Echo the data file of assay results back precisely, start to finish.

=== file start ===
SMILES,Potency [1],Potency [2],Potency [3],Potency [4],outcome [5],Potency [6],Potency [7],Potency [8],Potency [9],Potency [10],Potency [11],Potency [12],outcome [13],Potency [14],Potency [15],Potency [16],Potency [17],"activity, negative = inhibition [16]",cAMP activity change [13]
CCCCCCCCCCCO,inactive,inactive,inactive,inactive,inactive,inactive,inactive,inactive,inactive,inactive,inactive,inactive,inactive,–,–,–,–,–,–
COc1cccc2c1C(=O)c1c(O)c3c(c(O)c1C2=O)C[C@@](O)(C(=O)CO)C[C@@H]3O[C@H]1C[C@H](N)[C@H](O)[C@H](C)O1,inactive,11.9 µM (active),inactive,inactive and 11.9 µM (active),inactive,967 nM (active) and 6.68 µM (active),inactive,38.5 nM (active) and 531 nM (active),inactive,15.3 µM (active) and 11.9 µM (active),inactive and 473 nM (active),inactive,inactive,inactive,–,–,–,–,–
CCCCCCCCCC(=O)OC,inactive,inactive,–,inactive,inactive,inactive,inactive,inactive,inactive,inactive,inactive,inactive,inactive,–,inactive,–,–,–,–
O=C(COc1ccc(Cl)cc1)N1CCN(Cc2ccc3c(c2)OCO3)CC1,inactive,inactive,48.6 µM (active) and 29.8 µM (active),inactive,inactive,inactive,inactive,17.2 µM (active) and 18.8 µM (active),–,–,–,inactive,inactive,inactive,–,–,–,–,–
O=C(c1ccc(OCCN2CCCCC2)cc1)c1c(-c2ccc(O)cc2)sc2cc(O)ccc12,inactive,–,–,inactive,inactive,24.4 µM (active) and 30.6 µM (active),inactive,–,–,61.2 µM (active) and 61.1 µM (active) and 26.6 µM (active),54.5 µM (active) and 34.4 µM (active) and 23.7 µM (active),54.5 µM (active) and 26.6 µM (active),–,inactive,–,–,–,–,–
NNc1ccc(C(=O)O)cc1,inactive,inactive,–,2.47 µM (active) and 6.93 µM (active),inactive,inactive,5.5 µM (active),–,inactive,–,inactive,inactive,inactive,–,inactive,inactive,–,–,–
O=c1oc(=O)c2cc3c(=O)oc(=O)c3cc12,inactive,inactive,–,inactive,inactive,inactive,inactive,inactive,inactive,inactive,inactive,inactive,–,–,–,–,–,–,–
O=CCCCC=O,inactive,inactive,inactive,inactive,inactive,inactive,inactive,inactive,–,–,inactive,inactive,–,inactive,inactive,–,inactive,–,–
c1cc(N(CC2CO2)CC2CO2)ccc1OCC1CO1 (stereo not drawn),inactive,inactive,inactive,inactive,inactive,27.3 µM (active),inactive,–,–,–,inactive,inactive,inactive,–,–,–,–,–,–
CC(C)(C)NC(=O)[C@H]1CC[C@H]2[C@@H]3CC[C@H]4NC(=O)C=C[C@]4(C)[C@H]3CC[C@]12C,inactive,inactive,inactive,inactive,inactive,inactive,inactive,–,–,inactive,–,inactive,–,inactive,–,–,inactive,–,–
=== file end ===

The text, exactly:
SMILES,Potency [1],Potency [2],Potency [3],Potency [4],outcome [5],Potency [6],Potency [7],Potency [8],Potency [9],Potency [10],Potency [11],Potency [12],outcome [13],Potency [14],Potency [15],Potency [16],Potency [17],"activity, negative = inhibition [16]",cAMP activity change [13]
CCCCCCCCCCCO,inactive,inactive,inactive,inactive,inactive,inactive,inactive,inactive,inactive,inactive,inactive,inactive,inactive,–,–,–,–,–,–
COc1cccc2c1C(=O)c1c(O)c3c(c(O)c1C2=O)C[C@@](O)(C(=O)CO)C[C@@H]3O[C@H]1C[C@H](N)[C@H](O)[C@H](C)O1,inactive,11.9 µM (active),inactive,inactive and 11.9 µM (active),inactive,967 nM (active) and 6.68 µM (active),inactive,38.5 nM (active) and 531 nM (active),inactive,15.3 µM (active) and 11.9 µM (active),inactive and 473 nM (active),inactive,inactive,inactive,–,–,–,–,–
CCCCCCCCCC(=O)OC,inactive,inactive,–,inactive,inactive,inactive,inactive,inactive,inactive,inactive,inactive,inactive,inactive,–,inactive,–,–,–,–
O=C(COc1ccc(Cl)cc1)N1CCN(Cc2ccc3c(c2)OCO3)CC1,inactive,inactive,48.6 µM (active) and 29.8 µM (active),inactive,inactive,inactive,inactive,17.2 µM (active) and 18.8 µM (active),–,–,–,inactive,inactive,inactive,–,–,–,–,–
O=C(c1ccc(OCCN2CCCCC2)cc1)c1c(-c2ccc(O)cc2)sc2cc(O)ccc12,inactive,–,–,inactive,inactive,24.4 µM (active) and 30.6 µM (active),inactive,–,–,61.2 µM (active) and 61.1 µM (active) and 26.6 µM (active),54.5 µM (active) and 34.4 µM (active) and 23.7 µM (active),54.5 µM (active) and 26.6 µM (active),–,inactive,–,–,–,–,–
NNc1ccc(C(=O)O)cc1,inactive,inactive,–,2.47 µM (active) and 6.93 µM (active),inactive,inactive,5.5 µM (active),–,inactive,–,inactive,inactive,inactive,–,inactive,inactive,–,–,–
O=c1oc(=O)c2cc3c(=O)oc(=O)c3cc12,inactive,inactive,–,inactive,inactive,inactive,inactive,inactive,inactive,inactive,inactive,inactive,–,–,–,–,–,–,–
O=CCCCC=O,inactive,inactive,inactive,inactive,inactive,inactive,inactive,inactive,–,–,inactive,inactive,–,inactive,inactive,–,inactive,–,–
c1cc(N(CC2CO2)CC2CO2)ccc1OCC1CO1 (stereo not drawn),inactive,inactive,inactive,inactive,inactive,27.3 µM (active),inactive,–,–,–,inactive,inactive,inactive,–,–,–,–,–,–
CC(C)(C)NC(=O)[C@H]1CC[C@H]2[C@@H]3CC[C@H]4NC(=O)C=C[C@]4(C)[C@H]3CC[C@]12C,inactive,inactive,inactive,inactive,inactive,inactive,inactive,–,–,inactive,–,inactive,–,inactive,–,–,inactive,–,–